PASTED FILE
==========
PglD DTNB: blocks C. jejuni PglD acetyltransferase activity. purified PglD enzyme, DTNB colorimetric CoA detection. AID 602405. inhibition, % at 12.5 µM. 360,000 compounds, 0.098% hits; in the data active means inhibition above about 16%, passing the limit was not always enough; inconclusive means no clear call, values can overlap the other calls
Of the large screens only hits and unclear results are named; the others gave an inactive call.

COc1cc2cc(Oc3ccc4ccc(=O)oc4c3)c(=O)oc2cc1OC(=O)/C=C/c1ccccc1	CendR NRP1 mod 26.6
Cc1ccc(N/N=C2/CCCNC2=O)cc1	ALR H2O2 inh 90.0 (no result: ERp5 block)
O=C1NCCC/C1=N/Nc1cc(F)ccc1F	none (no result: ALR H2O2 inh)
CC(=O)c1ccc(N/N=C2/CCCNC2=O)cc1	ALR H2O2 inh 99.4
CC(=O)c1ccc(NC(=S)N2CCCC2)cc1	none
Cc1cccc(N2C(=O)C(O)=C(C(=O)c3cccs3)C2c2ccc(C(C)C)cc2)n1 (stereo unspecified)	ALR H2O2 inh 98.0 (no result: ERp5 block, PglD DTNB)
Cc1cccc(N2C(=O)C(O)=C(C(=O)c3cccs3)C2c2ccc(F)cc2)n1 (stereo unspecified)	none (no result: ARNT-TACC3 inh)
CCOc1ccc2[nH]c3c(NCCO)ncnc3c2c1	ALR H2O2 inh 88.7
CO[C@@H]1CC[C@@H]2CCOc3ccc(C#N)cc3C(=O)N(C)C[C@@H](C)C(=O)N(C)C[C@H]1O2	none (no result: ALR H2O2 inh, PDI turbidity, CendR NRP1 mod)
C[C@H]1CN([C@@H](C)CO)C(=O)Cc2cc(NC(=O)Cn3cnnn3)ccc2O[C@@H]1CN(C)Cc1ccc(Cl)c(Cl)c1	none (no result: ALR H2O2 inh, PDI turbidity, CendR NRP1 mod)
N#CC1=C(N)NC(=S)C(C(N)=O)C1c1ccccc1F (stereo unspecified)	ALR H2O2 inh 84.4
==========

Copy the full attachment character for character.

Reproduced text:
PglD DTNB: blocks C. jejuni PglD acetyltransferase activity. purified PglD enzyme, DTNB colorimetric CoA detection. AID 602405. inhibition, % at 12.5 µM. 360,000 compounds, 0.098% hits; in the data active means inhibition above about 16%, passing the limit was not always enough; inconclusive means no clear call, values can overlap the other calls
Of the large screens only hits and unclear results are named; the others gave an inactive call.

COc1cc2cc(Oc3ccc4ccc(=O)oc4c3)c(=O)oc2cc1OC(=O)/C=C/c1ccccc1	CendR NRP1 mod 26.6
Cc1ccc(N/N=C2/CCCNC2=O)cc1	ALR H2O2 inh 90.0 (no result: ERp5 block)
O=C1NCCC/C1=N/Nc1cc(F)ccc1F	none (no result: ALR H2O2 inh)
CC(=O)c1ccc(N/N=C2/CCCNC2=O)cc1	ALR H2O2 inh 99.4
CC(=O)c1ccc(NC(=S)N2CCCC2)cc1	none
Cc1cccc(N2C(=O)C(O)=C(C(=O)c3cccs3)C2c2ccc(C(C)C)cc2)n1 (stereo unspecified)	ALR H2O2 inh 98.0 (no result: ERp5 block, PglD DTNB)
Cc1cccc(N2C(=O)C(O)=C(C(=O)c3cccs3)C2c2ccc(F)cc2)n1 (stereo unspecified)	none (no result: ARNT-TACC3 inh)
CCOc1ccc2[nH]c3c(NCCO)ncnc3c2c1	ALR H2O2 inh 88.7
CO[C@@H]1CC[C@@H]2CCOc3ccc(C#N)cc3C(=O)N(C)C[C@@H](C)C(=O)N(C)C[C@H]1O2	none (no result: ALR H2O2 inh, PDI turbidity, CendR NRP1 mod)
C[C@H]1CN([C@@H](C)CO)C(=O)Cc2cc(NC(=O)Cn3cnnn3)ccc2O[C@@H]1CN(C)Cc1ccc(Cl)c(Cl)c1	none (no result: ALR H2O2 inh, PDI turbidity, CendR NRP1 mod)
N#CC1=C(N)NC(=S)C(C(N)=O)C1c1ccccc1F (stereo unspecified)	ALR H2O2 inh 84.4